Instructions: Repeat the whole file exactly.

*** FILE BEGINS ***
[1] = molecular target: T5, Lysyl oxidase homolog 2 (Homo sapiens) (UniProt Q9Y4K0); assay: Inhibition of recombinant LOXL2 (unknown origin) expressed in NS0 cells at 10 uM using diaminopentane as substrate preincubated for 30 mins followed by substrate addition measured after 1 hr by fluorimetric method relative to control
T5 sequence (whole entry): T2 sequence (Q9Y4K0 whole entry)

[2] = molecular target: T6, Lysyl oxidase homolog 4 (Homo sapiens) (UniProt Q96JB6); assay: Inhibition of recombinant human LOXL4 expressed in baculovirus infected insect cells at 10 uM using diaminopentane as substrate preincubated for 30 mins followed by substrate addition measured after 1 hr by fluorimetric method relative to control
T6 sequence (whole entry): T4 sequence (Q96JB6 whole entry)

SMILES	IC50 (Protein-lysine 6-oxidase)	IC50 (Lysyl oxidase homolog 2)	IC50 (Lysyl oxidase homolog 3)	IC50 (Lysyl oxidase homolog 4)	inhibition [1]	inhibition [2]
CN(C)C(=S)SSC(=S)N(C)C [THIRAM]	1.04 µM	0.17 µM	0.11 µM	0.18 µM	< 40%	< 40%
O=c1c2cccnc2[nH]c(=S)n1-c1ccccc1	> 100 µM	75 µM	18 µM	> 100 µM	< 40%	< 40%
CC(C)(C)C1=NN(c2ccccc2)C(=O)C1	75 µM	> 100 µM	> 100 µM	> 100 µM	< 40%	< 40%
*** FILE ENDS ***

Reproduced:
[1] = molecular target: T5, Lysyl oxidase homolog 2 (Homo sapiens) (UniProt Q9Y4K0); assay: Inhibition of recombinant LOXL2 (unknown origin) expressed in NS0 cells at 10 uM using diaminopentane as substrate preincubated for 30 mins followed by substrate addition measured after 1 hr by fluorimetric method relative to control
T5 sequence (whole entry): T2 sequence (Q9Y4K0 whole entry)

[2] = molecular target: T6, Lysyl oxidase homolog 4 (Homo sapiens) (UniProt Q96JB6); assay: Inhibition of recombinant human LOXL4 expressed in baculovirus infected insect cells at 10 uM using diaminopentane as substrate preincubated for 30 mins followed by substrate addition measured after 1 hr by fluorimetric method relative to control
T6 sequence (whole entry): T4 sequence (Q96JB6 whole entry)

SMILES	IC50 (Protein-lysine 6-oxidase)	IC50 (Lysyl oxidase homolog 2)	IC50 (Lysyl oxidase homolog 3)	IC50 (Lysyl oxidase homolog 4)	inhibition [1]	inhibition [2]
CN(C)C(=S)SSC(=S)N(C)C [THIRAM]	1.04 µM	0.17 µM	0.11 µM	0.18 µM	< 40%	< 40%
O=c1c2cccnc2[nH]c(=S)n1-c1ccccc1	> 100 µM	75 µM	18 µM	> 100 µM	< 40%	< 40%
CC(C)(C)C1=NN(c2ccccc2)C(=O)C1	75 µM	> 100 µM	> 100 µM	> 100 µM	< 40%	< 40%